Film: Chopping out Hardy's emotional dead wood

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The Woodlanders is Thomas Hardy's first novel to be filmed in the heart of Wessex since John Schlesinger's Far From The Madding Crowd in 1967. Michael Winterbottom transplanted Jude to the bitter North. In ITV's dismal version of The Return of the Native, the part of Egdon Heath was taken by Exmoor. And due to circumstances not so foreign to those described in the novel itself, Roman Polanski was obliged to relocate the lush pastures of Tess to Normandy.

The Woodlanders brings Hardy back to his own doorstep, partly for the simple reason that it was possible. The counties which make up Wessex are nowadays too built-up to pass for remote countryside, but this is a tale of arboreal ardour: it takes place almost entirely under a vast deciduous canopy that shelters and supports an isolated community of villagers. The forest is the novel's overarching personality, under whose rustling roof the characters get on with mucking up their lives.

The film was shot in the New Forest, which also happens to be the doorstep of the first-time director Phil Agland. Agland was born in 1950 in Budmouth, and educated at a grammar school in Wintoncester (or Weymouth and Winchester, if you can't recall Hardy's quaint renamings). He now lives near Salisbury (Marygreen) in a converted farm where he has also installed a couple of editing suites. Before we reduce this to a collaboration between local film-maker and local novelist, it's worth scrolling down Agland's CV. He has an eccentric pedigree behind him. Though no one could dispute that he knows how to hold a camera - he has two Baftas for best photography to his name - they were for his work on two epic factual series (for which he also won best documentary Baftas).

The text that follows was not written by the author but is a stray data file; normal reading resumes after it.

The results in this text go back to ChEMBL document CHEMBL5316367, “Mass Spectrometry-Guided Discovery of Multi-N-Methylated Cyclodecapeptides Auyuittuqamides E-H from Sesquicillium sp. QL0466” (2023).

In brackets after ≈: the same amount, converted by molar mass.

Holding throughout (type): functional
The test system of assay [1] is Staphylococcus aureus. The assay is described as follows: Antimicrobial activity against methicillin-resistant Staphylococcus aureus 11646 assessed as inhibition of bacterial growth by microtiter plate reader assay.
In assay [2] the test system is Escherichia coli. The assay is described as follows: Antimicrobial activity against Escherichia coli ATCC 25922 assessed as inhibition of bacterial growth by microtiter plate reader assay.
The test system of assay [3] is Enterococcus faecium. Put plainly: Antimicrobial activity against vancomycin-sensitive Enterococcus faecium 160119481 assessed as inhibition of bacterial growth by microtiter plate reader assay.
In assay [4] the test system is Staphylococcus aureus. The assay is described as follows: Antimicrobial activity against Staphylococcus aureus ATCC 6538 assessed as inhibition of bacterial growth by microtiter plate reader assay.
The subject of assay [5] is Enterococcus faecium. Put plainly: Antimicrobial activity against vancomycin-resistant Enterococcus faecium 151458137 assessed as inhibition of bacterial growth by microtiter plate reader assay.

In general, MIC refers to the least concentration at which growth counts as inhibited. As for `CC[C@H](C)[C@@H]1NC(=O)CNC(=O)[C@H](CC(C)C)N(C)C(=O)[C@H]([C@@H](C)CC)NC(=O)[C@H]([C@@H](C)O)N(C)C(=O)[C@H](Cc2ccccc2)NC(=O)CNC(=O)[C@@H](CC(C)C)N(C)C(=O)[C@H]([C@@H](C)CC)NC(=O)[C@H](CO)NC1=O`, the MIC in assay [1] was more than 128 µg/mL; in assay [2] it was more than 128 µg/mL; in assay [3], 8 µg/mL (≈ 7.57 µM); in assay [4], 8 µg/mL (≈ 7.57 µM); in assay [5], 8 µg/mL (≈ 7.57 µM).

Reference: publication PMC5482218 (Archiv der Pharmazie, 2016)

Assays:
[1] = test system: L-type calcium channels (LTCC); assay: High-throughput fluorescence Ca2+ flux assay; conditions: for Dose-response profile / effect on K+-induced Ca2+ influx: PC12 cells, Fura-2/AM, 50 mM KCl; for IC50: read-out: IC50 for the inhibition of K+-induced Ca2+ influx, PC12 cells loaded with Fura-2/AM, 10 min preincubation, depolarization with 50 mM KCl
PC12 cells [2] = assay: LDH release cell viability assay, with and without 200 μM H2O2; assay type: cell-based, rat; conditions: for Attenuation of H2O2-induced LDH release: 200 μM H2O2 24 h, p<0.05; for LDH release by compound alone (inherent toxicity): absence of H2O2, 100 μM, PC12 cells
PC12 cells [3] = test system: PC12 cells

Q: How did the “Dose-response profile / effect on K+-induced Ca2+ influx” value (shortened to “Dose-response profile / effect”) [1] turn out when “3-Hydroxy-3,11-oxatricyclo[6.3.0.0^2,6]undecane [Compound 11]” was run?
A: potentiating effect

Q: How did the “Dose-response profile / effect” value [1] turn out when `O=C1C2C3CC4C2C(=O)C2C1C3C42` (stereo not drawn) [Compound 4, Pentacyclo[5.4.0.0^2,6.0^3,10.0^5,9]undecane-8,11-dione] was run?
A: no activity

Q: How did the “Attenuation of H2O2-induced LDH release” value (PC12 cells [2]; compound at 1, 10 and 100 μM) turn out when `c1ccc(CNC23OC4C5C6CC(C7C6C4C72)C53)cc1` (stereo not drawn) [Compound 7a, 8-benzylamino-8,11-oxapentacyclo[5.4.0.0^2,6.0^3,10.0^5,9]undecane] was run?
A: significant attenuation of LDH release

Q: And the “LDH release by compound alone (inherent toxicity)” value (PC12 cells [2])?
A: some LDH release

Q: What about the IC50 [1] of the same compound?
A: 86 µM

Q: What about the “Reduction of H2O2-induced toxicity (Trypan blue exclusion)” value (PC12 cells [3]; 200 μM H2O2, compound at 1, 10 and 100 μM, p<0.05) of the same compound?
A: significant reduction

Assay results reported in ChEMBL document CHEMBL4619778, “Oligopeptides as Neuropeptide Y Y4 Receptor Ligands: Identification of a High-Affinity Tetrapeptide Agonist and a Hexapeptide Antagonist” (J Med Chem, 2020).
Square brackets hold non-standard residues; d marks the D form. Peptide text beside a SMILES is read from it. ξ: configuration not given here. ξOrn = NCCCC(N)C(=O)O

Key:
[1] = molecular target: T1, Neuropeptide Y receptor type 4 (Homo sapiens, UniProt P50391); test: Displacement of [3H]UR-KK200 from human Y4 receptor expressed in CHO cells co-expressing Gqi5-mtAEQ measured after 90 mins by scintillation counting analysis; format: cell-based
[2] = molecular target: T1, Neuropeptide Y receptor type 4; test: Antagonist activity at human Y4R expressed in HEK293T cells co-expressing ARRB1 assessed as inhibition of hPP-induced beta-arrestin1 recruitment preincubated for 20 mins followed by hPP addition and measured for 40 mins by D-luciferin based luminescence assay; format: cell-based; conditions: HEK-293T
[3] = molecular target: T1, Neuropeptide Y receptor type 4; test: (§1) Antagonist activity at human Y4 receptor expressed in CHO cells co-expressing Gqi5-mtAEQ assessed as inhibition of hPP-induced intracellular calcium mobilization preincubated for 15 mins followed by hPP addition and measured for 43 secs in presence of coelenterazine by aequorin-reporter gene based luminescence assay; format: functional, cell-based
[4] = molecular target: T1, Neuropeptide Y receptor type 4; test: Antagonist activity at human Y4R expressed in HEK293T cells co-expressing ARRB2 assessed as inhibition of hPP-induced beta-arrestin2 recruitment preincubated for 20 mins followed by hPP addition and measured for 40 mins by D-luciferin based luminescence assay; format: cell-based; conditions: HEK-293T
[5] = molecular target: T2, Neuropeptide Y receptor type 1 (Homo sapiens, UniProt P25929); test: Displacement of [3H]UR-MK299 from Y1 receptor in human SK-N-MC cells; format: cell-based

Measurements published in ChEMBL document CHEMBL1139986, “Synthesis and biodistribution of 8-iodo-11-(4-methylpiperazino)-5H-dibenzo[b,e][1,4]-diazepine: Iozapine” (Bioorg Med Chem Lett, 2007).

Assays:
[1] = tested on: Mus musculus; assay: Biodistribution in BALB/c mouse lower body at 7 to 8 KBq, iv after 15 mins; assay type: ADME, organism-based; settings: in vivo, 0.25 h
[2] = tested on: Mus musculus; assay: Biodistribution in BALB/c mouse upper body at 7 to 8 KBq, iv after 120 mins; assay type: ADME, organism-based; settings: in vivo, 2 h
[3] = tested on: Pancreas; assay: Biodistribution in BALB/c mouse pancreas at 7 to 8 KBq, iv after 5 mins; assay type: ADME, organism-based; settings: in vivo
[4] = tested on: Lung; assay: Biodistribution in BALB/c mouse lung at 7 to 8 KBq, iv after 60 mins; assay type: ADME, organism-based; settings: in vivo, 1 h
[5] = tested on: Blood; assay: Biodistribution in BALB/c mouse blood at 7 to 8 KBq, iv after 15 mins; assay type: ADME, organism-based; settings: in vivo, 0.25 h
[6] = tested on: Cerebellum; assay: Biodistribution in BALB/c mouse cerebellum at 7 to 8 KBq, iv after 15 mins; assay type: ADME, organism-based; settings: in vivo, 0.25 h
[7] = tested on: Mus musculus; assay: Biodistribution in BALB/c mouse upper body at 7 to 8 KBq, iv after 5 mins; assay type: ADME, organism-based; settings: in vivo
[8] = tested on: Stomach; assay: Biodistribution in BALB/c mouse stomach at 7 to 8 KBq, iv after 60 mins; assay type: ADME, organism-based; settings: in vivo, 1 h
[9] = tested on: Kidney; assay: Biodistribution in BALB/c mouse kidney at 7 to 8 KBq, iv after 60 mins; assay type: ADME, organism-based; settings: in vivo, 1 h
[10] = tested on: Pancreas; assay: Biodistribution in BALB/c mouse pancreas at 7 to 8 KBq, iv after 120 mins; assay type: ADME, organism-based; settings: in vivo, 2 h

Until The Woodlanders Agland had not shot a single reel of film in this country. He made his name first with Baka: People of the Rainforest, a series about a tribe of pygmies in Cameroon. He then shifted his focus to provincial China and came back with the breathtaking Beyond The Clouds. It's no wonder Channel 4 coughed up some of the money for The Woodlanders (more came in the form of the first Lottery grant to a feature film): the station owed him.

The plot has undergone a fair amount of surgery. Eighty pages have been hacked away from the end of the novel, and much of the melodramatic dead wood has been sawn off. What remains is structured as a kind of ladder of unrequited love in which each character falls for someone on the next rung up. Peasant girl Marti South keeps stumm about her love for Giles Winterbourne, whose childhood sweetheart Grace Melbury has been educated out of his range. Grace in turn falls for the contemptuous outsider Dr Fitzpiers, who has an affair with the local landowner Mrs Charmond.

Agland is determined to gloss over the perceived gap between this current project and previous ones. He first read The Woodlanders while he was living for two years among the Baka tribe of pygmies in Cameroon. "One shared the sense of estrangement from the outside world," he says. "I really felt that Hardy had an insight into that as well and The Woodlanders was really talking about the same issues. Hardy really felt the impossibility for Grace to re-engage with her heritage. Part of Fitzpiers's dilemma is that he doesn't know who Grace is. He has this schizophrenic view of her. She's a woodland lass and on the other hand a beautiful educated woman."